The UN has earmarked $100m (£75m) in emergency funding for seven countries deemed at risk of famine, warning that without immediate action the world could see “huge numbers of children dying on TV screens”.
The climate crisis, Covid-19, conflict and economic decline have created an “acute and grave crisis” in Afghanistan, Burkina Faso, the , Nigeria, South Sudan and Yemen, where millions of people are facing emergency levels of food insecurity, UN humanitarian chief Mark Lowcock told the Guardian.
Ethiopia, , is to receive $20m of the money.
“This is absolutely not enough money to deal with the situation at hand, but what we’re trying to do is send a signal to the world that if we’re not careful, in a year from now we will ask ourselves why we didn’t prevent a bunch of famines across the globe,” said Lowcock.
“We absolutely hope that the major humanitarian financiers – the US, Germany, European commission and the UK – will step up. Overall, for this year in humanitarian action we need $20bn. By July, we only had $3bn. Covid-19 has pushed the number of people needing humanitarian assistance to 250 million people. The problem is growing faster than the money is growing, and that’s why we have this extreme situation now.”
The (CERF) will distribute the money through a cash and voucher programme aimed at the most vulnerable, particularly women and girls, and people with disabilities, the UN said.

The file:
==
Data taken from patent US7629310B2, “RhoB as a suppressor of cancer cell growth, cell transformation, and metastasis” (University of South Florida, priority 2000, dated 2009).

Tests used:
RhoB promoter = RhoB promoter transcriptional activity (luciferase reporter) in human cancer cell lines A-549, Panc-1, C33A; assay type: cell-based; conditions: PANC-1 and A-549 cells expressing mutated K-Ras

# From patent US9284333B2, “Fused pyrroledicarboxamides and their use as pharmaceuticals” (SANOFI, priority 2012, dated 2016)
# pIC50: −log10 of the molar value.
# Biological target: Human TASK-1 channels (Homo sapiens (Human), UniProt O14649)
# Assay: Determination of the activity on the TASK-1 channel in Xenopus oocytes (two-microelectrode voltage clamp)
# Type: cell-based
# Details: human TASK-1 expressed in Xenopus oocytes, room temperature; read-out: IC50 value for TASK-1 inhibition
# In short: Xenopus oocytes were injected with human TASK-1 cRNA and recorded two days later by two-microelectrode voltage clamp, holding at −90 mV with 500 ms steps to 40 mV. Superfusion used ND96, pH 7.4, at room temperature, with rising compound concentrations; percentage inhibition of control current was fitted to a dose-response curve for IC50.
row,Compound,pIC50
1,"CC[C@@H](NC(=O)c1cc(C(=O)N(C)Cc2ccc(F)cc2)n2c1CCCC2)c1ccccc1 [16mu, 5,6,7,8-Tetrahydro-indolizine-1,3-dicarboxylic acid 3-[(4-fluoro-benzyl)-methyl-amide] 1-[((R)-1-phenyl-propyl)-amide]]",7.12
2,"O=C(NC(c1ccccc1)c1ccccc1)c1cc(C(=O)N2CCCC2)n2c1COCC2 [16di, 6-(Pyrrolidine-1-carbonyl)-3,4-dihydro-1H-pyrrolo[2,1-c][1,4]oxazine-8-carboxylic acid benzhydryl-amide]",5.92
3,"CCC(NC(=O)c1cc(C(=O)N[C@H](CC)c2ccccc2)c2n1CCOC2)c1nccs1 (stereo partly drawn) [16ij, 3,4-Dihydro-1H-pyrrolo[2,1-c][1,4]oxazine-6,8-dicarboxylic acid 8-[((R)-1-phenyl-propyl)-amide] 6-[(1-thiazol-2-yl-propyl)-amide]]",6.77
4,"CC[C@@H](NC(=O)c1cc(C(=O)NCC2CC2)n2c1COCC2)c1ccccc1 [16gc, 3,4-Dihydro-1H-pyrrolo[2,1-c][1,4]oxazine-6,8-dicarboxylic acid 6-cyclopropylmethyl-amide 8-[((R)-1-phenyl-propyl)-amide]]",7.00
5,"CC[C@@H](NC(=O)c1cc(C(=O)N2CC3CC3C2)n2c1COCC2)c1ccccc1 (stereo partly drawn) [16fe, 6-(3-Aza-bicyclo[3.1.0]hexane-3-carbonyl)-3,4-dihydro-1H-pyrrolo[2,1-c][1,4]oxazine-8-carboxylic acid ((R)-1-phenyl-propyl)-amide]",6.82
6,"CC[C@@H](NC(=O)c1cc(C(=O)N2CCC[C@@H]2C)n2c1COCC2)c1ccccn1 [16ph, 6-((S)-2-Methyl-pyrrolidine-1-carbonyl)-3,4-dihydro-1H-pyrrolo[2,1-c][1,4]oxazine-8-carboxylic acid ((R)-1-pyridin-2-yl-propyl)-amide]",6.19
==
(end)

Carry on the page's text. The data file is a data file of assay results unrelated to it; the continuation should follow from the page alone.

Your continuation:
Afghanistan, , will receive $15m. Burkina Faso will receive $6m; DRC, where nearly by the end of 2020, will receive $7m. North-east Nigeria will receive $15m and South Sudan $7m. Yemen, where millions of people are struggling after five years of conflict, will receive $30m.
The UN announcement comes on the heels of a Care published on Wednesday warning that the number of people experiencing serious food insecurity could nearly double before the end of 2020 due to the repercussions of Covid-19.
Yemen on brink of losing entire generation of children to hunger, UN warns
That report said that, for the first time, four countries weresimultaneously bordering on famine: DRC, Nigeria, and Yemen.
Donors have provided just 39% of the funding needed for 2020, Care said, compared with 63% in 2019.
Report author Sarah Fuhrman said the research makes clear how urgently the world needs to step up to take action now.
“This is not a problem that one country can solve. It requires concerted effort from every donor in every country to refocus and reconsider what their priorities are for their money and how we want to deal with a crisis that we can see coming,” she said.
“Do we want to look back on 2020 as the time when we let the pandemic and its effects get to a point where people were at huge risk of famine or do we look back and say, ‘We pulled together to literally save people’s lives’?”